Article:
Most of the 600 or so inspectors have been furloughed, as have others who oversee compliance with environmental regulations, the New York Times reports. In 2017, these inspectors performed about 11,700 inspections, or about 225 a week, which suggests maybe hundreds of these inspections could have been canceled because of the shutdown, with the potential for hundreds more to be suspended as well, per the report. That pause makes it more likely that “companies might emit illegal levels of contaminants into the air or water without detection, for weeks on end.”
Some park work resumes in D.C.: The Park Service said it would today restart trash collection, sanitation services and urgent roadwork at parks and certain areas around the District. The resumed services will be funded with revenue collected under the Federal Lands Recreation Enhancement Act, The Post’s Michael E. Ruane reports. “D.C.-area national parks remain as accessible as possible during the shutdown, but some services and sites are unavailable, including visitor centers, ranger talks and programs and emergency services,” per the report.
Ongoing 60-year-old wolf study could be snarled: On Monday, John Vucetich, a Michigan Technical University ecologist, is scheduled to start the 61st annual survey of moose and wolves on Isle Royale in Lake Superior. But if the shutdown continues, that might not happen, hampering what is the world’s longest continuous study of predators and prey. “That’s because Isle Royale is a national park that is now inaccessible to Vucetich and his colleagues due to the shutdown, which has also hobbled other scientific work,” The Post’s Karin Brulliard reports. “The study — which mainly consists of counting moose and the wolves that prey on them, and observing their interactions — depends on winter conditions, and on a contracted helicopter that cannot easily be extended after the planned end date, he said.”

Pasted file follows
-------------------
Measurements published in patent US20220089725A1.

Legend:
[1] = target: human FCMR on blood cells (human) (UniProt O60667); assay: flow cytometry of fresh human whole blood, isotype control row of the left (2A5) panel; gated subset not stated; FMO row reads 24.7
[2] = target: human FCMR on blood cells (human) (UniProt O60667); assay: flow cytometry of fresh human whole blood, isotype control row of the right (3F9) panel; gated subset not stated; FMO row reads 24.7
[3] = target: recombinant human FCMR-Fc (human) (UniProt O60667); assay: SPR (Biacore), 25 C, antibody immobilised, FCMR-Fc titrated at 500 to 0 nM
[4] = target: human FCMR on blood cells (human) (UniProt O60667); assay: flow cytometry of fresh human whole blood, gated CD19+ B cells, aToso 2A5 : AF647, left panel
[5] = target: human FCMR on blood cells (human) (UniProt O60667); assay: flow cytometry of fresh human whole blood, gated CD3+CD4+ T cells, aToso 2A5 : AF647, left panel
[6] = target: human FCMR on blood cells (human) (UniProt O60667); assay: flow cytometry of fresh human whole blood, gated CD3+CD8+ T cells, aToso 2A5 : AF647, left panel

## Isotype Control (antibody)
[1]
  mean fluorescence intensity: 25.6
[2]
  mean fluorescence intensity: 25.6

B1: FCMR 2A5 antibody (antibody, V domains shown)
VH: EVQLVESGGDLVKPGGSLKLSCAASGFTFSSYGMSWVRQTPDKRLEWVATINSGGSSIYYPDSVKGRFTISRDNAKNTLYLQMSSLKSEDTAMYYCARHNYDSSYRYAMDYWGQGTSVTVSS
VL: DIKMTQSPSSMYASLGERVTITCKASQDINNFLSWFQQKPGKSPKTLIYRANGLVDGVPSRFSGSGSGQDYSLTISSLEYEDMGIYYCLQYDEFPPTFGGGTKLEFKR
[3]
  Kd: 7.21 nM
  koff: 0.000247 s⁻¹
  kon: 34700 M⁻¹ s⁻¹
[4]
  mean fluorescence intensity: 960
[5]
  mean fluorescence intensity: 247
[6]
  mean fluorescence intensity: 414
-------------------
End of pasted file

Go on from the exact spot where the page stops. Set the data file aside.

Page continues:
Joshua Tree remains open after all: Hours before a temporarily closure of the national park was set to begin, NPS released a statement saying it would keep the park open by “immediately utilizing revenue generated by recreation fees.” Officials had originally planned to close the park Thursday “amid reports of plundered Native American artifacts and chain-sawed Joshua trees,” the Los Angeles Times reports.
FEMA contractors ordered to halt work: Government contractors working on disaster preparedness projects for the Federal Emergency Management Agency were told two weeks ago to stop their work, The Post's Aaron Gregg reports.
While current disaster response efforts places like Puerto Rico, Florida and Texas are meant to continue during the shutdown, Gregg writes the agency told “hundreds of contractors to halt work on outstanding government contracts, withholding payments for disaster planning work such as flood mapping, government administrative functions like contract management support, and facilities maintenance work.”